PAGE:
Andrade, R., J. Franklin, K. L. Larson, C. M. Swan, S. B. Lerman, H. L. Bateman, P. S. Warren, A. M. York (2020) Predicting the assembly of novel communities in urban ecosystems, Landscape Ecology. DOI:

Brown, J. A.,  K. L Larson, S. B Lerman, D. L Childers, R. Andrade, H. L Bateman, S. J Hall, P. S Warren and A. York (2020) Influences of Environmental and Social Factors on Perceived Bio-cultural Services and Disservices, Frontiers in Ecology and Evolution, section Urban Ecology 8. DOI:

Kuras, E., P. Warren, J. Zinda, M. Aronson, S. Cilliers, M. Goddard, C. Nilon, R. Winkler (2020), Urban socioeconomic inequality and biodiversity often converge but not always: a global meta-analysis, Landscape and Urban Planning 198:103799

Allen, D. C. Allen, H. L. Bateman, P. S. Warren, F. Suzart de Albuquerque, S. Arnett-Romero, and B. Harding (2019) Long-term effects of land-use change on bird communities depend on spatial scale and land-use type, Ecosphere 10(11): e02952

Warren, P. S., S. B. Lerman, R. Andrade, K. Larson, H. Bateman (2019) The more things change: Species losses detected in Phoenix despite stability in bird-socioeconomic relationships. Ecosphere 10(3):2-22

Irwin, R.E., P.S. Warren, L.S. Adler (2018) Phenotypic selection on floral traits in an urban landscape. Invited submission to special issue, Proc Roy Soc B 285: 20181239  DOI: 10.1098/rspb.2018.1239

Rega-Brodsky, C. C., C. H. Nilon, P. S. Warren (2018) Balancing urban biodiversity needs and resident preferences for vacant lot management, Sustainability 10:1679.

Banville, M., H. Bateman, S. Earl, P. Warren (2016) Decadal declines in bird abundance and diversity in urban riparian zones. Landscape and Urban Planning 159:48-61

Aronson, M.F.J., C.H. Nilon, C.A. Lepczyk, T. Parker, P. S. Warren, S. Cilliers, M.A. Goddard, A. Hahs, C. Herzog, M. Katti, F. A. La Sorte, N.S.G. Williams, and W. Zipperer (2016) Hierarchical filters determine community assembly of urban species pools. Ecology, 97:2952-2963, DOI: 10.1002/ecy.1535  

Aronson, M., M. Katti, F. La Sorte, C. Nilon, P. Warren, et al. 2014. A global analysis of the impacts of urbanization on bird and plant diversity reveals key anthropogenic drivers. Proceedings of the Royal Society B 281:20133330.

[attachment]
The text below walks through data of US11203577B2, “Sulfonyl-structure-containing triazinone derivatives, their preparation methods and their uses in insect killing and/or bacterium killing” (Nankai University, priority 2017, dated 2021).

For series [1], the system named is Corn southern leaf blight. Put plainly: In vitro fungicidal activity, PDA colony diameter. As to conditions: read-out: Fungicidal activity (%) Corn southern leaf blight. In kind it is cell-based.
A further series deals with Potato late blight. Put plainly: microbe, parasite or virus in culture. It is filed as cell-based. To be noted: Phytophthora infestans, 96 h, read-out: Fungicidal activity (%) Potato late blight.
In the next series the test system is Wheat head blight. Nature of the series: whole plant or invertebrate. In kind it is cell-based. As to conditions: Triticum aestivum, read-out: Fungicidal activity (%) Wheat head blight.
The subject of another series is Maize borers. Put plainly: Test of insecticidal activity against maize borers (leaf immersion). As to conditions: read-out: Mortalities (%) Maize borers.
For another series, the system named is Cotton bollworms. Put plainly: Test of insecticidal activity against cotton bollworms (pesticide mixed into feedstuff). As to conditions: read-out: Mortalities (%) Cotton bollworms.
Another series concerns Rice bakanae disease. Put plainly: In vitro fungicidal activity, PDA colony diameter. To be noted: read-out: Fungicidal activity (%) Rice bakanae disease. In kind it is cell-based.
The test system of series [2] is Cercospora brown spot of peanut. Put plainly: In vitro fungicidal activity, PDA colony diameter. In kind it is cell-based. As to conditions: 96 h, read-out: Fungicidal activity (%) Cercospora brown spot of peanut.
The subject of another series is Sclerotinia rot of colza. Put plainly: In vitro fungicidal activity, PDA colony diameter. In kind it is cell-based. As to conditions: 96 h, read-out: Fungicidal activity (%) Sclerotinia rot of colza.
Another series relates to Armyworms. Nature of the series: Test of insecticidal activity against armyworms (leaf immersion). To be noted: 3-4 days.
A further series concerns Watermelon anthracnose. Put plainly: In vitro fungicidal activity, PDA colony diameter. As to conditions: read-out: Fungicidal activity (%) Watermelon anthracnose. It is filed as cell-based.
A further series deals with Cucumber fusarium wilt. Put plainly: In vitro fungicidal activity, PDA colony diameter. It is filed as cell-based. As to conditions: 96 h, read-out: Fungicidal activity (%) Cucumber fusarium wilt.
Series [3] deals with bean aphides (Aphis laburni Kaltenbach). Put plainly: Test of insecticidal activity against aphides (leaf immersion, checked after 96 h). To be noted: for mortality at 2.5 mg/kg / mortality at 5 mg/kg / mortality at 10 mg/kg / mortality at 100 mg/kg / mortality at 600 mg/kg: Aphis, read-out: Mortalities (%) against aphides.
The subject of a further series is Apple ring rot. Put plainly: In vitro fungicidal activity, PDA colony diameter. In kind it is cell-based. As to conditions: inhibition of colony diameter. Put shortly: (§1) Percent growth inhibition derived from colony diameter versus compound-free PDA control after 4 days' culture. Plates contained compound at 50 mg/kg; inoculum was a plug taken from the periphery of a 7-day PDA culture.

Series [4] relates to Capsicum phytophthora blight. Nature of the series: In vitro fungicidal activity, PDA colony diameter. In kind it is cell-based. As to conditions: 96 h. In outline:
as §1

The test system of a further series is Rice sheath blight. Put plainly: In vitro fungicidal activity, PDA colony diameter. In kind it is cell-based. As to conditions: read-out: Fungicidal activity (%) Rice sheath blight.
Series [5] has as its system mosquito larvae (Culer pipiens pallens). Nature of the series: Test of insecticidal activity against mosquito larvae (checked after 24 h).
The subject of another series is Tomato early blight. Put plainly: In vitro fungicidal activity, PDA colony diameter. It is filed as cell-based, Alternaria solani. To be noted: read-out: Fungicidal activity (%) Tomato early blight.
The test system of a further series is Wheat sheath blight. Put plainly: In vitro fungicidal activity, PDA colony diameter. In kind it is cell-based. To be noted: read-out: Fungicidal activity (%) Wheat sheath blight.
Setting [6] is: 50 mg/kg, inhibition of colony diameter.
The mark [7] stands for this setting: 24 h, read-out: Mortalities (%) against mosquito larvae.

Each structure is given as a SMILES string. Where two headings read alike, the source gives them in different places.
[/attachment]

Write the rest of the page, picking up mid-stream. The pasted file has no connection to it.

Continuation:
Danford, R.S., C. Cheng, M. Strohbach, R. Ryan, C. Nicolson, P. Warren (2014) What Does It Take to Achieve Equitable Urban Tree Canopy Distribution? A Boston Case Study Cities and the Environment 7(1): Article 2.

Warren, P. S., R. L. Ryan, S. B. Lerman, and K. Tooke. 2011. Social and institutional factors associated with land use and forest conservation along two urban gradients in Massachusetts. Landscape and Urban Planning 102:82-92.

Lerman, S. B. and P. S. Warren. 2011. The conservation value of residential yards: Linking birds and people. Ecological Applications 21(4):1327-1339.

Warren, P. S., M. Katti, M. Ermann, and A. Brazel. 2006. Urban bioacoustics – It’s not just noise. Animal Behaviour 71(3):491-502,

Shochat, E., P. S. Warren, S. H. Faeth, N. E. McIntyre, and D. Hope. 2006. From patterns to emerging processes in mechanistic urban ecology. Trends in Ecology & Evolution 21:186–191.

Kinzig, A. P., P. Warren, C. Martin, D. Hope, and M. Katti. 2005. The effects of human socioeconomic status and cultural characteristics on urban patterns of biodiversity. Ecology and Society 10:23.

Faeth, S. H., P. S. Warren, E. Shochat, and W. Marussich. 2005. Trophic dynamics in urban communities. BioScience 55(5):399-407.[0399:TDIUC]2.0.CO;2


Lepczyk, C. and P. Warren (2012) Urban Bird Ecology and Conservation. University of California Press.